Written for the game Spelling Bee, Writing Prompt #10
The disk drive spluttered back to life as it periodically did, groaning at the existentiality of it all. It didn’t care that existentiality wasn’t a word, so neither shall we.
The office was quiet, save for the tortured whining of the ‘infernal machine’. That’s what people called it around here anyway. Piece of shit, knackered old thing, etc etc. A sigh would have escaped, had the drive had a mouth. But of course it didn’t, and so no sound came out.
A light flickered overhead, deciding whether or not it would like to give up for today, as attracting flies is not the most becoming of jobs. But professionalism overcame it, and it once more settled into its mundane, buzzing, light-giving routine.
The carpet was stained a colour that it thought didn’t suit it, and had you been there I’m sure you would agree. A dark blotch here, a lighter patch there, a suspicion of something truly heinous lurking over in the corner. The carpet had seen some things, or it would have, had it had eyes. Discarded belts and bras from people who needed just a little more thrill in their life than working in a dingy cubicle could provide. The carpet shuddered at the memory, or at least its bristles appeared to move a little more disgustedly than they had a second prior.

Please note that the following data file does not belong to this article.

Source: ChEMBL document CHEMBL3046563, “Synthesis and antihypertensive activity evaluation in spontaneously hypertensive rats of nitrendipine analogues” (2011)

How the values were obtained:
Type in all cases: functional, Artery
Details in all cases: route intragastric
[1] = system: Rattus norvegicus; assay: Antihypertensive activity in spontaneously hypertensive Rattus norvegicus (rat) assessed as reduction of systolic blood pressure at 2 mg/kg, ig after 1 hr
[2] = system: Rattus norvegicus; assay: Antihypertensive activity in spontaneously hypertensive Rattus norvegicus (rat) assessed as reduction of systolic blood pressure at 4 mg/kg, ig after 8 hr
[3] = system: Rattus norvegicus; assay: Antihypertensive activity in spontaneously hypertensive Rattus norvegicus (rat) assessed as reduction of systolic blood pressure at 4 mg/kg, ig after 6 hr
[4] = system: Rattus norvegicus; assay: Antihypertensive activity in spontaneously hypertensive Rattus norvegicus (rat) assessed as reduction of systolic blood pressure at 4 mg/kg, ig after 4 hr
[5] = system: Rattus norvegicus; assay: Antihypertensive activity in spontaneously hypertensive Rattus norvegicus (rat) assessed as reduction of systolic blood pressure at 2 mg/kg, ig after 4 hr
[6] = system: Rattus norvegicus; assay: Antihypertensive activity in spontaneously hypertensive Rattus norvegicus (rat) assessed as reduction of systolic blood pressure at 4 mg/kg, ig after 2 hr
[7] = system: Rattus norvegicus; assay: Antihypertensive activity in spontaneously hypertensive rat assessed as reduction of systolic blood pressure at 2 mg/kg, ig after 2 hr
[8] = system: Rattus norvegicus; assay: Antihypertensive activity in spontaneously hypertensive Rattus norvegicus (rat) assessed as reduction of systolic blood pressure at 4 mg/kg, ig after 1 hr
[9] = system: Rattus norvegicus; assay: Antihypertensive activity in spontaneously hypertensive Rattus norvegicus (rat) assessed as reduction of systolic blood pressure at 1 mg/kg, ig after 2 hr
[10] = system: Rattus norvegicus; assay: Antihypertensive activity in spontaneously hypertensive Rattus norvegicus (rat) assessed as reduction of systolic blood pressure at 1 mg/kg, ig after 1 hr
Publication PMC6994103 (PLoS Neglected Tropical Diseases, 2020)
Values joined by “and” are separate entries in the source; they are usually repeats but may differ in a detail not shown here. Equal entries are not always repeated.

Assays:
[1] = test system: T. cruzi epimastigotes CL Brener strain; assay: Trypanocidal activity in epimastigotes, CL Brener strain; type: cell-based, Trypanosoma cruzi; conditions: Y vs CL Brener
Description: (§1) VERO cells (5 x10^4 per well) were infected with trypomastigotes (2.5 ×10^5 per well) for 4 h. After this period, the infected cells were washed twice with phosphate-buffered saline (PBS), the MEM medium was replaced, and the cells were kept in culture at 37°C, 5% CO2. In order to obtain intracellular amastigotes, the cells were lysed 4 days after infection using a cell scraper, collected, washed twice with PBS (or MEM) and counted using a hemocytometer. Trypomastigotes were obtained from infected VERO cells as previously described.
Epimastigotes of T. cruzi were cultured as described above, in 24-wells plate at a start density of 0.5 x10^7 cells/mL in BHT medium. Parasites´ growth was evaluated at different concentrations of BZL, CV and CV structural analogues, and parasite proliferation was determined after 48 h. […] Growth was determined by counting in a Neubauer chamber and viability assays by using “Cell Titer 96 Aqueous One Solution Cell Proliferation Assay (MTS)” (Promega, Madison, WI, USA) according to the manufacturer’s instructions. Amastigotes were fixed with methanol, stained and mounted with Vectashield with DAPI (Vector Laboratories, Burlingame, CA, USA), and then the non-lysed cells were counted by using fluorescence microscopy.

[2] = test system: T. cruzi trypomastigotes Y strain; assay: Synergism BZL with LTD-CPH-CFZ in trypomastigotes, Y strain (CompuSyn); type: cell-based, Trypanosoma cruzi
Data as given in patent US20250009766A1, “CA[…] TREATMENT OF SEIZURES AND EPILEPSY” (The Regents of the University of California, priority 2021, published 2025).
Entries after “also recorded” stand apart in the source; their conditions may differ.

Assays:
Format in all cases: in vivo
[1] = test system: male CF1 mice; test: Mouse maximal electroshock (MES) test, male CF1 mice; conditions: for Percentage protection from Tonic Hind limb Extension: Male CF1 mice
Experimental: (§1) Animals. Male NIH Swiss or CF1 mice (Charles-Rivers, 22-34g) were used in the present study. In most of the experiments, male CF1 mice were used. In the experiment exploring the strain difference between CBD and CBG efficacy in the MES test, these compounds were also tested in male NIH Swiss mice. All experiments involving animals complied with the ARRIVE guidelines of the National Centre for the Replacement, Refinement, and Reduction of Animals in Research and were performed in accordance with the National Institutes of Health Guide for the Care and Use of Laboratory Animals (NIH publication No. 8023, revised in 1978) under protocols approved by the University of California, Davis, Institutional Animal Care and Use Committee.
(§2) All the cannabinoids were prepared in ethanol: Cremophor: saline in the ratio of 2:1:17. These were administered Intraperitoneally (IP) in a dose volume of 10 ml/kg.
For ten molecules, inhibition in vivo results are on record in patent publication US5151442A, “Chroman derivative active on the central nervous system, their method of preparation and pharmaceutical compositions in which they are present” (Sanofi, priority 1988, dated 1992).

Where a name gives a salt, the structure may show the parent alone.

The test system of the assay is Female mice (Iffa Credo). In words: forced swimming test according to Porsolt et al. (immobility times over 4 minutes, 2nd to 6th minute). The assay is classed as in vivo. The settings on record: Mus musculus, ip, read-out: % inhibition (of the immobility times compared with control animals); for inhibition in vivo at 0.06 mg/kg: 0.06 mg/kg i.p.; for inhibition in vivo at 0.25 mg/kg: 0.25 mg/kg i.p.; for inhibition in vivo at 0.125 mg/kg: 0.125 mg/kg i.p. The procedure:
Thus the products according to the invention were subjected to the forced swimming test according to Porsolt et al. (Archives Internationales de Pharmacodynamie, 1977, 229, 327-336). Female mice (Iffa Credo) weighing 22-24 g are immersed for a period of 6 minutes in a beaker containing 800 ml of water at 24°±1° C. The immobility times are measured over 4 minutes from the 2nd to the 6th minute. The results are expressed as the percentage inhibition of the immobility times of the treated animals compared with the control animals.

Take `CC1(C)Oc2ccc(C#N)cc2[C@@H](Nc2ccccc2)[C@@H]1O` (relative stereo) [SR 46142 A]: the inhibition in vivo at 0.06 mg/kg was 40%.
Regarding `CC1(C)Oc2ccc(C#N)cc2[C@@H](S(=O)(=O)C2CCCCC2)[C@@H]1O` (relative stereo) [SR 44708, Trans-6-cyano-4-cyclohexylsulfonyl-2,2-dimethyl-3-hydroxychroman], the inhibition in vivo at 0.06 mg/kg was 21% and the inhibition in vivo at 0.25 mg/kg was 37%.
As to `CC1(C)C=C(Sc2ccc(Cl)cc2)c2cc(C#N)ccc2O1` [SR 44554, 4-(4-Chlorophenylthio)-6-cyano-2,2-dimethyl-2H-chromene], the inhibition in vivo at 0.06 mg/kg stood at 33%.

The walls of this office had been grey once. Proud days indeed, a uniform of sorts to match the melancholy drabness of the buildings that stretched for miles around. It was not an interesting colour, but it was a useful one, and the walls had at least prided themselves on that. But now they held only rotting memories, housing all sorts of unspeakable insects and creepy crawlies.
Faint, empty sunlight once more began to rear its head through the cracks and holes in the tiny world of the once-office. As it rose higher it roughly shoved its way uninvited through the humongous hole that adorned one of the walls.
“Rude”, thought everything present. Or they would have, had they been capable.
A sad, empty place. Skeletons of the past, quite literally, sat at the desks.
I guess that’s what a nuclear blast can do to a place like this.